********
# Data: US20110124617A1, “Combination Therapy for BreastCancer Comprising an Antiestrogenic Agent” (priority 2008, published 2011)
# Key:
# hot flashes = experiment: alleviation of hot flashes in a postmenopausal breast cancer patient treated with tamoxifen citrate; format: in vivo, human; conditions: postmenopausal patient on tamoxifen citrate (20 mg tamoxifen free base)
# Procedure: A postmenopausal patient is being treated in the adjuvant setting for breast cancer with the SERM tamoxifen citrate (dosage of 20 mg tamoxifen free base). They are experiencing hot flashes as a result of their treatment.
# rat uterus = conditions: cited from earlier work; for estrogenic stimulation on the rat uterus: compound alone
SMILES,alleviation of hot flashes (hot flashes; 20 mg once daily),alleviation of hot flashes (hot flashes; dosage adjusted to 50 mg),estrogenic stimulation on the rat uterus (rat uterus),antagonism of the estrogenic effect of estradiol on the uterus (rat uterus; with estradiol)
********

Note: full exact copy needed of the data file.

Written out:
# Data: US20110124617A1, “Combination Therapy for BreastCancer Comprising an Antiestrogenic Agent” (priority 2008, published 2011)
# Key:
# hot flashes = experiment: alleviation of hot flashes in a postmenopausal breast cancer patient treated with tamoxifen citrate; format: in vivo, human; conditions: postmenopausal patient on tamoxifen citrate (20 mg tamoxifen free base)
# Procedure: A postmenopausal patient is being treated in the adjuvant setting for breast cancer with the SERM tamoxifen citrate (dosage of 20 mg tamoxifen free base). They are experiencing hot flashes as a result of their treatment.
# rat uterus = conditions: cited from earlier work; for estrogenic stimulation on the rat uterus: compound alone
SMILES,alleviation of hot flashes (hot flashes; 20 mg once daily),alleviation of hot flashes (hot flashes; dosage adjusted to 50 mg),estrogenic stimulation on the rat uterus (rat uterus),antagonism of the estrogenic effect of estradiol on the uterus (rat uterus; with estradiol)